Finding Your Niche

By Lizzy Gadd

When I look at my work now, I admit I do feel very fortunate to have somehow fallen into this niche of ethereal self-portraiture/landscape mixtures that, I humbly also admit, I am kind of proud of.

It was a long process getting there. I don’t really know how it happened. But the moment I found it, it felt right. It’s what speaks to me, being able to express myself, and my love of nature, together. And so I’ve been doing exactly that for nine years now, and it still feels right.

Offbeat, OFFBEAT, OFFBEAT Photography Community, Easter Island Workshop, Easter Island 2020

Five Faces of Enigmatic Easter Island

By OFFBEAT
All photography by Paul Zizka

There are few places on the planet that possess the same sense of mystery and wonder as Easter Island. Rapa Nui, as it’s also known, will surprise you at every turn, from the scale of the ancient Moai carvings (“big heads”) that adorn the island, to the diversity of the landscape. Here you’ll find rugged coastlines, jaw-dropping volcanic formations, and peaceful grasslands that grace the interior. Wild horses rule the land while birdlife soars above.

Kyle McDougall OFFBEAT Photo Storytelling

What Are You Trying to Say?

By Kyle McDougall

What are you trying to say?

A question that I revisit often. It grounds me and gets me back on track whenever I’m pulled in different directions during this wild creative journey. But maybe even more importantly, the answer to that question plays a huge role in helping me make decisions in the field and later on while back home processing.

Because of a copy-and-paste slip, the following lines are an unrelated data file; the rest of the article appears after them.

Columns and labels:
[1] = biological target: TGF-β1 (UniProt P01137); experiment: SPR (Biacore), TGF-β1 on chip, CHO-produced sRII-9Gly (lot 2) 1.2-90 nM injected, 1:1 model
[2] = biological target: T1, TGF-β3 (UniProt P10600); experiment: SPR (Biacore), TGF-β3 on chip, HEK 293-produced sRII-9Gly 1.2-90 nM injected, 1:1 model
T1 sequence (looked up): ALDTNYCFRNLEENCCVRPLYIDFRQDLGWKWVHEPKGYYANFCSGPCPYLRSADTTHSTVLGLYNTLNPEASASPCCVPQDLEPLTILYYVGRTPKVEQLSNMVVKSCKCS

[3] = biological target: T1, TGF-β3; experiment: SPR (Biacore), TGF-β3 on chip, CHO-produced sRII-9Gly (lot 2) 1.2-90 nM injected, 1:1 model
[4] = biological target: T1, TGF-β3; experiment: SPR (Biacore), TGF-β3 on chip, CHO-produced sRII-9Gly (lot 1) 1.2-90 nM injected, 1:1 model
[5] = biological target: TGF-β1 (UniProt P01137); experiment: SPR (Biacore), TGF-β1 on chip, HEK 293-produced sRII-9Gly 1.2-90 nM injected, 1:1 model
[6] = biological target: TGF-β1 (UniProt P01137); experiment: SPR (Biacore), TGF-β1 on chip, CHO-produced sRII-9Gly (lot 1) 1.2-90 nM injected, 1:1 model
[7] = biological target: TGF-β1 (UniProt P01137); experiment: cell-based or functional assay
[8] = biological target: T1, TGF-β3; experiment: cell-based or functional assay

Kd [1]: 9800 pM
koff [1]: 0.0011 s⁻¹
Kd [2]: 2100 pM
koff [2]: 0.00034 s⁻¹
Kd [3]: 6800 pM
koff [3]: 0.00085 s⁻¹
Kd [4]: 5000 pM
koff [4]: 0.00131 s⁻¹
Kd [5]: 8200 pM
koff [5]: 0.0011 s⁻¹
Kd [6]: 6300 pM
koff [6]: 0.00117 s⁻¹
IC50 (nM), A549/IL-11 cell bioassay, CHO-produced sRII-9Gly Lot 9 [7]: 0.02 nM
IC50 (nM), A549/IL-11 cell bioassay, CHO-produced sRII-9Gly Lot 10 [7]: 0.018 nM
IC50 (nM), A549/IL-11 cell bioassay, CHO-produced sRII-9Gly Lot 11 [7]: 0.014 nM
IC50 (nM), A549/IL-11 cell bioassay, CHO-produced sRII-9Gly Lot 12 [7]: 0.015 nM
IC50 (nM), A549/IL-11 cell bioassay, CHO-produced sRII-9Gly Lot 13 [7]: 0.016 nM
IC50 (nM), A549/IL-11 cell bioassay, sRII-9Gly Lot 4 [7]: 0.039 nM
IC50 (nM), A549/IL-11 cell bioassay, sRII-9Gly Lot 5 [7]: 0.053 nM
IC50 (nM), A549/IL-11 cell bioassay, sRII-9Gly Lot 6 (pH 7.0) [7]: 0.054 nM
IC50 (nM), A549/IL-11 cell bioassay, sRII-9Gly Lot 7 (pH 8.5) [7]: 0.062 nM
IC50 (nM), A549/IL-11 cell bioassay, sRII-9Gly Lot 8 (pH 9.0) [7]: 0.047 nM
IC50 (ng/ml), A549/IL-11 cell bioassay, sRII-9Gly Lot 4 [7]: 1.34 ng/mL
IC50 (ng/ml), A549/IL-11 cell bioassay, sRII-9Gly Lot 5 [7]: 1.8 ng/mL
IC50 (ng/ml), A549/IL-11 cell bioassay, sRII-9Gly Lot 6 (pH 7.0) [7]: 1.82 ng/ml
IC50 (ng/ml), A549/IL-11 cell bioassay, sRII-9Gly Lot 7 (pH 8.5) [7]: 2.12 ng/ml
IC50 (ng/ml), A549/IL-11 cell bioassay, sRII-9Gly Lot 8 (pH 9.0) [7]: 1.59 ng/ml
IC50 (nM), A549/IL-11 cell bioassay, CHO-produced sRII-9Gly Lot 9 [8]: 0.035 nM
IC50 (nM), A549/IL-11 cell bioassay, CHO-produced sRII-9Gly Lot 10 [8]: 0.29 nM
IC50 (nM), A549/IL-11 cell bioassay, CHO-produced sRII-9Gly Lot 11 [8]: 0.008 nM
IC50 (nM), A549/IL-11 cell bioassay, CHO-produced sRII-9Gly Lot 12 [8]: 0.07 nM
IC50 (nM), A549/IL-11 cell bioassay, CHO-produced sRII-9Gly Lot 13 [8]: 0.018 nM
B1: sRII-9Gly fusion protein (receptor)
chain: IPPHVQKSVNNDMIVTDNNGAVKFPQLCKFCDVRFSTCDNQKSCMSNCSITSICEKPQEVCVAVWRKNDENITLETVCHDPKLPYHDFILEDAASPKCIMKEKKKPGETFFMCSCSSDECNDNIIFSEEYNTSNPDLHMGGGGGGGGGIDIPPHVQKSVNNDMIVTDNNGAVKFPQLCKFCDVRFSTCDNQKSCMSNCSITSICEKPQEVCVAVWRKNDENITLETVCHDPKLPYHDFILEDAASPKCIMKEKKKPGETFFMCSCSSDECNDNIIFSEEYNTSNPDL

Thinking Beyond a Snapshot: 12 Key Components to Consider

By Kahli Hindmarsh

When I first started to take photos, one of my biggest hurdles I faced was figuring out how to take what was in front of my camera and turn it into a compelling image.

That should be the easy part, right? Find an interesting subject, point your camera, press the shutter and boom! Not quite… I was visiting these amazing places, but when I looked at my images, all I saw was “tourist” style snapshots. They lacked meaning and interest. They were cluttered and messy. They didn’t tell a story.

The Role of Discomfort in Photography

I have long been convinced that putting up with momentary discomfort – even misery – can often lead to more compelling images.

Many times, finding a better composition can be achieved by taking the shoes off and shocking the feet for a second, or bushwhacking for a couple of minutes, or walking uphill for 50 metres. The vast majority of photographers can physically accomplish those things, but they shy away from getting out of their comfort zone for a moment. And I believe that going that extra mile is what makes the difference between a good image and a powerful one, and by extension, between a good photographer and a much better one.

Discomfort is very underrated in photography. I bet it’s one of the main limiting factors for a lot of people, whether they’re aware of it or not.

Finding Opportunity in Creative Ruts

By Elizabeth Gadd 

Creative ruts.

We all experience them. (If you don’t… you’re probably not human and I need to know your secret. Seriously.)

Some ruts last only a few days. Some are much longer and more intense. I often experience a 2-3 month hiatus in my work every year, usually during the late winter to early spring months.